and it was intended that these values survive well into our future. I am not sure if my opinion has any merit, sir, but I am going to try my best to live up to those values that have defined the formation and growth of the United States of America. I am the Senior Patrol Leader of my troop, and there came a time when everyone was asked whether or not they subscribed to a faith or doctrine. That was one of the scariest moments of my tenure as a Senior Patrol Leader, because what if one my Scouts, my friends, had said, "I'm sorry, but I do not believe in God, or any God, and have no desire whatsoever to investigate any faiths." What if one of them said that? What would I do? Report it to my Scoutmaster, as duty commanded, and thereby place one of my friends in the same position as the Scout in Washington that was evicted from the BSA on the grounds of "No faith"? Or, follow the Law point "Loyal" and not divulge the information? Thankfully, all the Scouts under my direction had found God in one form or another (Likely

due to the fact we live in a predominantly Southern Babtist state), and the decision was spared me, but I know that the situation is going to arise one day, and I will have to face it. Thinking about that day leads me to understand EagerLeader's problem, in that should he allow a decent and moral person to be forced from the Scouts, a openly religious organization, or continue to be a member that believes in all but one facet of it? Sadly, and it may seem horribly prejudiced and unfair, the answer is that person must either put forth the effort to understand and become a part of that one facet, or leave for their own peace of mind. EagerLeader, you were concerned about being hypocritical of your own beliefs; remaining involved in the BSA will certainly lead you to that end. One of the most important tenets of the Scout Law is "A Scout is Trustworthy". How can you claim to be following every other aspect of Scouting's ideals when you are offending the first of the bunch? I apologixe to you, your sons, and any other Atheist within Scouting when I say there is no place for you in Scouts if you cannot admit to a God, creator of all, now and forever. Remaining in this organization is an affront to the very beliefs you claim to hold dear, being honest and open with everyone. However misguided the beliefs of the BSA may appear to you, sir, they were put in place and enforced for over one hundred years for a reason, sir. The BSA was designed to be a place where young men could grow up in a moral environment, with a belief in a supreme creator. We of the Boy Scouts of America do not wish to offend anyone, so please sir, if our viewpoint is simply intolerable, found an organization dedicated to the moral upbringing of young men without the guidance of a God. Repectfully, I will remain where I feel that I can best become the man I want to be.

....But then, this is just the opinion of a child.

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Welcome Rising Scout! Excellent post and very well thought out.


Pack -- I'm not sure where you're headed with your querie, and I don't know that Rising will know either. It's too late in the evening (or early in the morning) for me to dig out the research.



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Those are the words that come right before these:


"...that all men are created equal. That they are endowed by their Creator..."


You don't get to pick and choose sentences out of context packsaddle. Too many people out here have educations and access to information.



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Reading the posts in this thread, as well as those in similar threads, I am wondering if perhaps we are using different, well perhaps not definitions but perhaps, different interpretations of the word "atheist".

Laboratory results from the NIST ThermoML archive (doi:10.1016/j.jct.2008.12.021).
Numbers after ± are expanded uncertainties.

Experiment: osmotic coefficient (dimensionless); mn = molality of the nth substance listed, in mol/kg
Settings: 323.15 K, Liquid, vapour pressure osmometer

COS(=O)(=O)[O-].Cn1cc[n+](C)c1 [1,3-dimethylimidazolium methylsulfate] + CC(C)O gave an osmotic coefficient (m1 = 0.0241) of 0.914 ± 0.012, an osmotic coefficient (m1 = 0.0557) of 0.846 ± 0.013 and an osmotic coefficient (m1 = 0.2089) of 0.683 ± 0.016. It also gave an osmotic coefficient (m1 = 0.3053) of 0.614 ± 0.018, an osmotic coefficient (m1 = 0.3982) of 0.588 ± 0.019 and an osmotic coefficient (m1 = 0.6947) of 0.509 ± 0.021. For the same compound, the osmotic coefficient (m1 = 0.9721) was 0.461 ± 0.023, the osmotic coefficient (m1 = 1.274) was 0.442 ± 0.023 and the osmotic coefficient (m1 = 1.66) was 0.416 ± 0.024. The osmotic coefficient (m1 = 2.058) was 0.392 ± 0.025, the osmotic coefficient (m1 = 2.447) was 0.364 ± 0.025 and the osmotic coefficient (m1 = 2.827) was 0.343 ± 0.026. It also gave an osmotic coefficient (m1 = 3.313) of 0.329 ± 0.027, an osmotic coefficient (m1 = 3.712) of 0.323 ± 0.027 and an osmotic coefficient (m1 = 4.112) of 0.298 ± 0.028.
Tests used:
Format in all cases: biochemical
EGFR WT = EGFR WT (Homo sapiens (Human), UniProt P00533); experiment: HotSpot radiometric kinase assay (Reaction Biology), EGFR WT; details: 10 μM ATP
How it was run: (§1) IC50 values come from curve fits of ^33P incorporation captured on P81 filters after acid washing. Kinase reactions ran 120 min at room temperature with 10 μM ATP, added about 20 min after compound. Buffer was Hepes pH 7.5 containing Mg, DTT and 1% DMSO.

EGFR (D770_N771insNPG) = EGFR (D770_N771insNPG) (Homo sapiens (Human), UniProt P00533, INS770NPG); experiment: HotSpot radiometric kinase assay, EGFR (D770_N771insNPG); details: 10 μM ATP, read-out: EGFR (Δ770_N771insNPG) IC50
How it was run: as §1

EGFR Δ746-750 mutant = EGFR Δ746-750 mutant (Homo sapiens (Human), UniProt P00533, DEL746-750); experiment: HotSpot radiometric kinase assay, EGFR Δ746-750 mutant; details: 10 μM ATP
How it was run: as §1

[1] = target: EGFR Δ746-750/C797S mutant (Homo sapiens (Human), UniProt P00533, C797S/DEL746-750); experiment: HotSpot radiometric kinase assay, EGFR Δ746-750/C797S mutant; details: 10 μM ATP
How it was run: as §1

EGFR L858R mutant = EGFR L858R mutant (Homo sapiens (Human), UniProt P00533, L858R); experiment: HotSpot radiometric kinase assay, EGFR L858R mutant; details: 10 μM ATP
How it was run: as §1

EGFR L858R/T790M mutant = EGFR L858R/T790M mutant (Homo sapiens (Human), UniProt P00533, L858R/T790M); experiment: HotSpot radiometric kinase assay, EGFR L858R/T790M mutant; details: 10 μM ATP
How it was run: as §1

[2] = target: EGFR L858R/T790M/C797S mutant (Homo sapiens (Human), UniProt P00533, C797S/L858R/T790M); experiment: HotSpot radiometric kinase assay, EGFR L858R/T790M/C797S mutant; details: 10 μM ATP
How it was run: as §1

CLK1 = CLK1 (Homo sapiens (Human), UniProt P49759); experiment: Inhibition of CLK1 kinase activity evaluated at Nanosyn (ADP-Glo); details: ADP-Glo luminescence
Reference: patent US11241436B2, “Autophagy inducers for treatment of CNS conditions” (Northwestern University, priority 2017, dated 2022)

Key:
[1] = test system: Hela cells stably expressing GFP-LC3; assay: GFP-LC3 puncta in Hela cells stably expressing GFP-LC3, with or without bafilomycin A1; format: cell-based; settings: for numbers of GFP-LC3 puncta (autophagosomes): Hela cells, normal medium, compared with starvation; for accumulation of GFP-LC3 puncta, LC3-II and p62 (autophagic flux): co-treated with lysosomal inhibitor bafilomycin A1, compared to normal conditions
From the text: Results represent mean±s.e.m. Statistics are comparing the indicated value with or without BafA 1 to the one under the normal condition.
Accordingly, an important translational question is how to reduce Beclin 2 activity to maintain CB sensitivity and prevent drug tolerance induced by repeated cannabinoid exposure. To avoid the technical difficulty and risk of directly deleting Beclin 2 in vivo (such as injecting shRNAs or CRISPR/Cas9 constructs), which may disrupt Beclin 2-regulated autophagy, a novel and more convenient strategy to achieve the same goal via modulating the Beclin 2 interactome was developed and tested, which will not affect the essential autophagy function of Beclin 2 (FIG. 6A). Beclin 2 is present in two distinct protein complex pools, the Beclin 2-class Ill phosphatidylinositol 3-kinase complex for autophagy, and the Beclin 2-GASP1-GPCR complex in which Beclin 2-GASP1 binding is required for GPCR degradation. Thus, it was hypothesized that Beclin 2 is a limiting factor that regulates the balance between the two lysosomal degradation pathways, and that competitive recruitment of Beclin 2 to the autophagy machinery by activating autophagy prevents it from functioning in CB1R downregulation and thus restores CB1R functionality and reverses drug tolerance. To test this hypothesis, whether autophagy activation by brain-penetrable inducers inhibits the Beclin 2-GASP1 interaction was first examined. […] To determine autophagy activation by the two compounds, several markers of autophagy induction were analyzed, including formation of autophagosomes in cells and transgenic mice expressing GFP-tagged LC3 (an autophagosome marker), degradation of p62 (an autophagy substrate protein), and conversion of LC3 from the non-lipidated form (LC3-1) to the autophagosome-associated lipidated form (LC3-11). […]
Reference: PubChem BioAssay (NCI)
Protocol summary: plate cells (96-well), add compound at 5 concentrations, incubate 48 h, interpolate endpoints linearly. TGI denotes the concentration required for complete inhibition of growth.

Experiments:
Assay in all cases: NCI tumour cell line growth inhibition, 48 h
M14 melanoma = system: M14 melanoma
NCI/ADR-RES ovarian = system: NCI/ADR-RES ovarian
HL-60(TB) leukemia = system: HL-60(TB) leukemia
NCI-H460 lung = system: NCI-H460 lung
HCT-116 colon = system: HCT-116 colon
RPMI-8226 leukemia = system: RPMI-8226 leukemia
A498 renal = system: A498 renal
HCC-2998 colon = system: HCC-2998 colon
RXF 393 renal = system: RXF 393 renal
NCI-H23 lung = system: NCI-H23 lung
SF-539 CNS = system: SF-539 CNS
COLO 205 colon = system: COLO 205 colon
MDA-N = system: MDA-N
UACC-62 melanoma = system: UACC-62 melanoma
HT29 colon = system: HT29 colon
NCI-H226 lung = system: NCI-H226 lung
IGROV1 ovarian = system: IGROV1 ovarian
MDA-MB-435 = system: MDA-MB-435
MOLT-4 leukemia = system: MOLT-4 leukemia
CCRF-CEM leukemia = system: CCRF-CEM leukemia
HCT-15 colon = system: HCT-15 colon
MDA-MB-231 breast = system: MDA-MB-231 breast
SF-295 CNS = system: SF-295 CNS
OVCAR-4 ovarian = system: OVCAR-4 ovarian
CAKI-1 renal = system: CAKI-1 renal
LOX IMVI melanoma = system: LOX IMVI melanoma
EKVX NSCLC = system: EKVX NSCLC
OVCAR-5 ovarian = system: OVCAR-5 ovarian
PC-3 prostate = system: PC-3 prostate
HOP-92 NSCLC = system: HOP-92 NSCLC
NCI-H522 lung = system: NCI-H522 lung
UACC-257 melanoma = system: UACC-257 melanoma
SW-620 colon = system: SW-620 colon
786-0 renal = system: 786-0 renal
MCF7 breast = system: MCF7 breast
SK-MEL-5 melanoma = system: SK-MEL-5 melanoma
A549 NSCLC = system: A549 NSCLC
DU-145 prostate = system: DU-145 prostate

Let's imagine several friends sitting around chatting one lazy afternoon. Perhaps they're co-workers getting to know one another. They start to talk religion (uh-oh!) and discover that there is a great diversity among them.


Andy worships the supreme God of the Old Testament. He believes he will one day meet his God in person and lives his life accordingly.


Bob does not worship gods of any sort. Still, he strongly believes in souls and has a highly developed ethical system.


Charley vehemently rejects Andy's religion. He doesn't say much about his beliefs, but the rest gather that he recognizes a variety of spirits or beings who have some degree of influence on his life. He is a strongly moral person.


Dave accepts the New Testament as a historical text but thinks there is a lot of mythology there. He feels that there must be something unknown and unknowable in the universe. He's not sure if "God" is the right word for this. He tries to follow the "Golden Rule" in all things.


Ed is skeptical of all beliefs in magic and the supernatural. He has looked at several religions and has searched in vain for "something that makes sense". He's thought quite a lot about it all but just isn't sure.


Frank rejects all religions and says he is atheist. The others are very surprised at this because he is always generous and is the kindest of all of them.


Now, they all have sons who want to become Scouts. Who qualifies for membership? Who doesn't?


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I merely asked a question. Out-of-context is also what you just did, Torveaux. And you didn't even give us a complete sentence. So what does "self-evident" mean to you? Jefferson selected that precise wording for a reason. What do you think his reason was?


Trevorum, as you probably surmise, I wouldn't reject a single one of their boys. I think the fathers' beliefs are irrelevant. As for the fathers, that's not my call to make. And I can't speak for BSA. If there are any BSA professionals reading this who CAN speak for BSA, I am interested in their answer.

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Frank does not qualify to join BSA (not a theist). That's not to say Frank is a bad person, just a person who cannot join BSA and be true to himself. I, for instance, do not qualify to join the local RC parish (not a Roman Catholic), nor Curves Health Club (not a woman), nor the VFW (not a veteran). That's not to say I'm a bad person, I just don't qualify. I could pretend to qualify, but then I would be joining these fine organizations under false pretenses.